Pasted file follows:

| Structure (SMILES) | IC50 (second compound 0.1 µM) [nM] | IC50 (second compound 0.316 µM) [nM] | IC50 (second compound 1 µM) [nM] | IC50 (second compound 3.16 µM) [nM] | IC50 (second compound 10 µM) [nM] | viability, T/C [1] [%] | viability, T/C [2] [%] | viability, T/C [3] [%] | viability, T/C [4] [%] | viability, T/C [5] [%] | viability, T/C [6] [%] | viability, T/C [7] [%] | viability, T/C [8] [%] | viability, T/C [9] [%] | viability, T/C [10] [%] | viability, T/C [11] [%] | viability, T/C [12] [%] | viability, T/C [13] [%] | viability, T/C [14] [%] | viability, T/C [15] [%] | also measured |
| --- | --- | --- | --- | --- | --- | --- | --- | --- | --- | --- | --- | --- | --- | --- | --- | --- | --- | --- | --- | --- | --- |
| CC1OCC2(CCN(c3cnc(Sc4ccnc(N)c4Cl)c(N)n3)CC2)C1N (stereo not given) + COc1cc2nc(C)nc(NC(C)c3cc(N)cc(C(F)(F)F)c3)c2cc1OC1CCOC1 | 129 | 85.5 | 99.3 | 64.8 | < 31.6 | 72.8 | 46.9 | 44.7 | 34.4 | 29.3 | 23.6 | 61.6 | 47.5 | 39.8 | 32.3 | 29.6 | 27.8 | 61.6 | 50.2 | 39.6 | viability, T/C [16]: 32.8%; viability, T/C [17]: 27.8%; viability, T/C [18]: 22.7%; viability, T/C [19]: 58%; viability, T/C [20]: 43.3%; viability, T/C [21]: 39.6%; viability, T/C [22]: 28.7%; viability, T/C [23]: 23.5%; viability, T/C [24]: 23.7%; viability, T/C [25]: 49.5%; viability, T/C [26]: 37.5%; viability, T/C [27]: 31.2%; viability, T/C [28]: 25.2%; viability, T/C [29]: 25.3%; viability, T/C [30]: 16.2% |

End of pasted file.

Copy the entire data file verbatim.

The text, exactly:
| Structure (SMILES) | IC50 (second compound 0.1 µM) [nM] | IC50 (second compound 0.316 µM) [nM] | IC50 (second compound 1 µM) [nM] | IC50 (second compound 3.16 µM) [nM] | IC50 (second compound 10 µM) [nM] | viability, T/C [1] [%] | viability, T/C [2] [%] | viability, T/C [3] [%] | viability, T/C [4] [%] | viability, T/C [5] [%] | viability, T/C [6] [%] | viability, T/C [7] [%] | viability, T/C [8] [%] | viability, T/C [9] [%] | viability, T/C [10] [%] | viability, T/C [11] [%] | viability, T/C [12] [%] | viability, T/C [13] [%] | viability, T/C [14] [%] | viability, T/C [15] [%] | also measured |
| --- | --- | --- | --- | --- | --- | --- | --- | --- | --- | --- | --- | --- | --- | --- | --- | --- | --- | --- | --- | --- | --- |
| CC1OCC2(CCN(c3cnc(Sc4ccnc(N)c4Cl)c(N)n3)CC2)C1N (stereo not given) + COc1cc2nc(C)nc(NC(C)c3cc(N)cc(C(F)(F)F)c3)c2cc1OC1CCOC1 | 129 | 85.5 | 99.3 | 64.8 | < 31.6 | 72.8 | 46.9 | 44.7 | 34.4 | 29.3 | 23.6 | 61.6 | 47.5 | 39.8 | 32.3 | 29.6 | 27.8 | 61.6 | 50.2 | 39.6 | viability, T/C [16]: 32.8%; viability, T/C [17]: 27.8%; viability, T/C [18]: 22.7%; viability, T/C [19]: 58%; viability, T/C [20]: 43.3%; viability, T/C [21]: 39.6%; viability, T/C [22]: 28.7%; viability, T/C [23]: 23.5%; viability, T/C [24]: 23.7%; viability, T/C [25]: 49.5%; viability, T/C [26]: 37.5%; viability, T/C [27]: 31.2%; viability, T/C [28]: 25.2%; viability, T/C [29]: 25.3%; viability, T/C [30]: 16.2% |